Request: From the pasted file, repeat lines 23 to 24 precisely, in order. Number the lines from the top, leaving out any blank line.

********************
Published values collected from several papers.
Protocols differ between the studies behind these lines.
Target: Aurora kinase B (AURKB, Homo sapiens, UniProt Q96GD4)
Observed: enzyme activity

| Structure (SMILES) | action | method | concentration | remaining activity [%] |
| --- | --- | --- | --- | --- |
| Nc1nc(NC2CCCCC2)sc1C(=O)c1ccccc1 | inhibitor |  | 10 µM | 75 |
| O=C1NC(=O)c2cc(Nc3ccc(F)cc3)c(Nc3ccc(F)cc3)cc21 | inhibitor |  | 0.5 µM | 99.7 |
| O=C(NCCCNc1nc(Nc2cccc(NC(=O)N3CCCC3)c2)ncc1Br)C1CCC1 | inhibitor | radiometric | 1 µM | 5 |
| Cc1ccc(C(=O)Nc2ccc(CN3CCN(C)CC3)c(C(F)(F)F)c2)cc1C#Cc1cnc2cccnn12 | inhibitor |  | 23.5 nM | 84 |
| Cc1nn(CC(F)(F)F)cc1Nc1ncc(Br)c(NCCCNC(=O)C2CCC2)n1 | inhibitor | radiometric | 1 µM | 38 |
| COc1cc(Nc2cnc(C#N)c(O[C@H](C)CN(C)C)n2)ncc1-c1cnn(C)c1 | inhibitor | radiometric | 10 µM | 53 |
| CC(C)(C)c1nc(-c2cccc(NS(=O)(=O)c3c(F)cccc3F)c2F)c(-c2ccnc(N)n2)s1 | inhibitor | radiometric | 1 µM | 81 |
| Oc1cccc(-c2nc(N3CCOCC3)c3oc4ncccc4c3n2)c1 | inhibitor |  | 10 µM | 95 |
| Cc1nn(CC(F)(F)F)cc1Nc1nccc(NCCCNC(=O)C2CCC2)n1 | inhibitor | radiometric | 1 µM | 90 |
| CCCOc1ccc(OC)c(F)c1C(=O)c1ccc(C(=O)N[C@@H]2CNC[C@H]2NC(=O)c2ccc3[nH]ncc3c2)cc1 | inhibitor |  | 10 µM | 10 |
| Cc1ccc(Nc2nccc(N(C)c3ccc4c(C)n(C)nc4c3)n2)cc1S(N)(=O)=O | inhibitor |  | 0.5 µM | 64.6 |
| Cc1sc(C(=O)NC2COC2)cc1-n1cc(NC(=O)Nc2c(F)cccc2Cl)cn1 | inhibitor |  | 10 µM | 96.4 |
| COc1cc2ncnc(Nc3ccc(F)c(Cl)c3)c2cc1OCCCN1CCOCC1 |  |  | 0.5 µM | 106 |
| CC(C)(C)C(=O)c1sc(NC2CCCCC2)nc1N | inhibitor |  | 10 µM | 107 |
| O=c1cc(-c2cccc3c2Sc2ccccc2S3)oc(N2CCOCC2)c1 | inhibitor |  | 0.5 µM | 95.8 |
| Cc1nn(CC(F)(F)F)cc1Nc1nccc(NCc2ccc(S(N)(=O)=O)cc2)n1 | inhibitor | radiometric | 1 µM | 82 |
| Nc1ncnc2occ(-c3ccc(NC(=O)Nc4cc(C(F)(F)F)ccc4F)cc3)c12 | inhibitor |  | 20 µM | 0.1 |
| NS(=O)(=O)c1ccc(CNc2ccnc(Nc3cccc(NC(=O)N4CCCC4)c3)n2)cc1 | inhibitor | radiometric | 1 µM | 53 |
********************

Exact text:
| Nc1ncnc2occ(-c3ccc(NC(=O)Nc4cc(C(F)(F)F)ccc4F)cc3)c12 | inhibitor |  | 20 µM | 0.1 |
| NS(=O)(=O)c1ccc(CNc2ccnc(Nc3cccc(NC(=O)N4CCCC4)c3)n2)cc1 | inhibitor | radiometric | 1 µM | 53 |